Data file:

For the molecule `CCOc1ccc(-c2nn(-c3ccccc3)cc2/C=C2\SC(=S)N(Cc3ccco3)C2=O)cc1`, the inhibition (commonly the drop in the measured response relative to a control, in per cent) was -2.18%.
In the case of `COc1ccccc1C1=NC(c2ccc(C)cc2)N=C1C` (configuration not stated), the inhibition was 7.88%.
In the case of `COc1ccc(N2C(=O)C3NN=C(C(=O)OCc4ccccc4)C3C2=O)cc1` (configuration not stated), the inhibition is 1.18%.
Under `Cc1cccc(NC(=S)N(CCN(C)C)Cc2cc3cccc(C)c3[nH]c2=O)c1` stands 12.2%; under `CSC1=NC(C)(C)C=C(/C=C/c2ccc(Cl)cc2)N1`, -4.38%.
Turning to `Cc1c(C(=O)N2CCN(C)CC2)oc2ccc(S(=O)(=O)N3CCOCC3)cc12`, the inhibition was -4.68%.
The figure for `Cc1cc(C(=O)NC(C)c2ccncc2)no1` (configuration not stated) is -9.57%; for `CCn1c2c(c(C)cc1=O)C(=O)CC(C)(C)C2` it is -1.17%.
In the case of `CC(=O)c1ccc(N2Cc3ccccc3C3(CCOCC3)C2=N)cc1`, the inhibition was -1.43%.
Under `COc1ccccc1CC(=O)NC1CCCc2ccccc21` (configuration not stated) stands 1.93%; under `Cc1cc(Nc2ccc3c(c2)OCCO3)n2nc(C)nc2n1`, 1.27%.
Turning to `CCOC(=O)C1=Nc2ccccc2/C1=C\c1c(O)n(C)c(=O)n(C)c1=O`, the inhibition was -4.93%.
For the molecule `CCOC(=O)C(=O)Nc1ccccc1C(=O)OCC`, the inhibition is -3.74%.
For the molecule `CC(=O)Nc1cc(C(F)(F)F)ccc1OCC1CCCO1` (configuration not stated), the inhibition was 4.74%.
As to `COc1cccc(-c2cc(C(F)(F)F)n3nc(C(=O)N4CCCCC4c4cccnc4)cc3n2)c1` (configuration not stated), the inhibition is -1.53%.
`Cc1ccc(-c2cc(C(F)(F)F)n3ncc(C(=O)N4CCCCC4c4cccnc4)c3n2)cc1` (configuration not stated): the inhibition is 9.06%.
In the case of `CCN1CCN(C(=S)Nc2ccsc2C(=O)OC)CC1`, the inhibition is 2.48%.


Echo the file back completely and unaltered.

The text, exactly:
For the molecule `CCOc1ccc(-c2nn(-c3ccccc3)cc2/C=C2\SC(=S)N(Cc3ccco3)C2=O)cc1`, the inhibition (commonly the drop in the measured response relative to a control, in per cent) was -2.18%.
In the case of `COc1ccccc1C1=NC(c2ccc(C)cc2)N=C1C` (configuration not stated), the inhibition was 7.88%.
In the case of `COc1ccc(N2C(=O)C3NN=C(C(=O)OCc4ccccc4)C3C2=O)cc1` (configuration not stated), the inhibition is 1.18%.
Under `Cc1cccc(NC(=S)N(CCN(C)C)Cc2cc3cccc(C)c3[nH]c2=O)c1` stands 12.2%; under `CSC1=NC(C)(C)C=C(/C=C/c2ccc(Cl)cc2)N1`, -4.38%.
Turning to `Cc1c(C(=O)N2CCN(C)CC2)oc2ccc(S(=O)(=O)N3CCOCC3)cc12`, the inhibition was -4.68%.
The figure for `Cc1cc(C(=O)NC(C)c2ccncc2)no1` (configuration not stated) is -9.57%; for `CCn1c2c(c(C)cc1=O)C(=O)CC(C)(C)C2` it is -1.17%.
In the case of `CC(=O)c1ccc(N2Cc3ccccc3C3(CCOCC3)C2=N)cc1`, the inhibition was -1.43%.
Under `COc1ccccc1CC(=O)NC1CCCc2ccccc21` (configuration not stated) stands 1.93%; under `Cc1cc(Nc2ccc3c(c2)OCCO3)n2nc(C)nc2n1`, 1.27%.
Turning to `CCOC(=O)C1=Nc2ccccc2/C1=C\c1c(O)n(C)c(=O)n(C)c1=O`, the inhibition was -4.93%.
For the molecule `CCOC(=O)C(=O)Nc1ccccc1C(=O)OCC`, the inhibition is -3.74%.
For the molecule `CC(=O)Nc1cc(C(F)(F)F)ccc1OCC1CCCO1` (configuration not stated), the inhibition was 4.74%.
As to `COc1cccc(-c2cc(C(F)(F)F)n3nc(C(=O)N4CCCCC4c4cccnc4)cc3n2)c1` (configuration not stated), the inhibition is -1.53%.
`Cc1ccc(-c2cc(C(F)(F)F)n3ncc(C(=O)N4CCCCC4c4cccnc4)c3n2)cc1` (configuration not stated): the inhibition is 9.06%.
In the case of `CCN1CCN(C(=S)Nc2ccsc2C(=O)OC)CC1`, the inhibition is 2.48%.